# Recommended way to create a new discrete distribution?

I was noticing how much faster BetaBinomial is compared to explicitly constructing Beta and Binomial random variables.

I’d like to create a similar distribution, called Gb1Binomial, where the Beta is replaced by a GB1 distribution (generalized Beta distribution of the first kind: if p \sim Beta(\cdots), then p^\delta \sim GB1(\cdots) for \delta > 0).

I see in the Developer Guide that I can create a subclass of pymc3.Discrete that implements logp and random, and that would be my inclination. However, looking at the implementation of BetaBinomial, I see that it uses functions from pymc3.Discrete like draw_values and generate_samples which aren’t exported by the top-level package, and so aren’t available when I import pymc3.

How necessary is the use of these functions and the machinery of _DrawValuesContext in implementing my own distribution? Can I implement my Gb1Binomial in my own application or should I develop it in a clone of the pymc3 repo?

Also, I see how custom distributions can be made with pymc3.DensityDist. This seems like it’ll be less efficient since we give it a log-likelihood function, and no implementation of sampling. Is that understanding accurate? And since I’m able to create a sampling scheme for Gb1Binomial, I should go all out and write an entire distribution?

After a bit of digging!, I found with the following imports I could copy-paste BetaBinomial's source code in my own repo, give the class a new name, and invoke it in a model:

import theano.tensor as tt
from pymc3 import Discrete, floatX, intX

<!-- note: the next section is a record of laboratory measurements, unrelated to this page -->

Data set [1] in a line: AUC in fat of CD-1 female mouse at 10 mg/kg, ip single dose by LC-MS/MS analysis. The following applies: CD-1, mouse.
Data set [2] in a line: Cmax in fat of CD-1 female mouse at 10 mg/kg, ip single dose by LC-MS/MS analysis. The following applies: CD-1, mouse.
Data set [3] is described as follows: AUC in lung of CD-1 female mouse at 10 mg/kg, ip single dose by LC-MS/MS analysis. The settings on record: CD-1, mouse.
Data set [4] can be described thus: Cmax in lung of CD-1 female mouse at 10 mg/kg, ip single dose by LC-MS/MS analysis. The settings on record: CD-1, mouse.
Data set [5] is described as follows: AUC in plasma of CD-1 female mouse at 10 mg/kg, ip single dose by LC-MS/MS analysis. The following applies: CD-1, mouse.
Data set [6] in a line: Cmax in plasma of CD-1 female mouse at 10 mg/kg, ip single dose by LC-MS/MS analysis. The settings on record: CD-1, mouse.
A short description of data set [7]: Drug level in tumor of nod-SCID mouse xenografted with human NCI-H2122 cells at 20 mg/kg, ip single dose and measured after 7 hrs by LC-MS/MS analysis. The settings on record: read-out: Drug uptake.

from pymc3.math import tround
from pymc3.distributions.bound import bound
from pymc3.distributions.discrete import binomln, betaln
from pymc3.distributions import draw_values, generate_samples


Sorry for the confusion! I’ll check in if I encounter more issues.

BTW, you dont need the random method necessary - you can still do inference as long as the logp method is implemented.

1 Like

I renamed BetaBinomial to Gb1Binomial and adapted the logp and _random methods but my chains completely fail to mix , the draw rate is ~2 draws per second, and the estimates are completely wrong. I wonder if I have a mistranslation from Numpy to Theano, or if there’s a bug in my PyMC class, or if my probability analysis is just wrong.

A set of three scripts are at https://gist.github.com/fasiha/5bf34e1882fa09ea9b60f32dfd38540f but I’ll summarize them here:

The Gb1Binomial distribution is similar to BetaBinomial, in that p \sim Beta(\alpha, \beta) except instead of k \sim Binomial(n, p), I have k \sim Binomial(n, p^\delta) for \delta > 0.

It can be generated in the following way, very similar to BetaBinomial:

def genGb1Binom(Ndata, ALPHA, BETA, DELTA, N):
n = np.ones(Ndata, dtype=int) * N
p = beta.rvs(ALPHA, BETA, size=Ndata)**DELTA
return binom.rvs(n, p)


Its likelihood is more complicated than BetaBinomial; it needs a couple of helper functions: binomln is included in PyMC but I need a sign-aware logsumexp (like Scipy’s), so I include both here:

def binomln(n, k):
return -betaln(1 + n - k, 1 + k) - np.log(n + 1)

def logsumexp(x, signs):
"Adaptation of PyMC's logsumexp, but can take a list of signs like Scipy"
x_max = np.max(x)
result = np.sum(signs * np.exp(x - x_max))
return np.log(result if result >= 0 else -result) + x_max

def logp(k, alpha, beta, delta, n):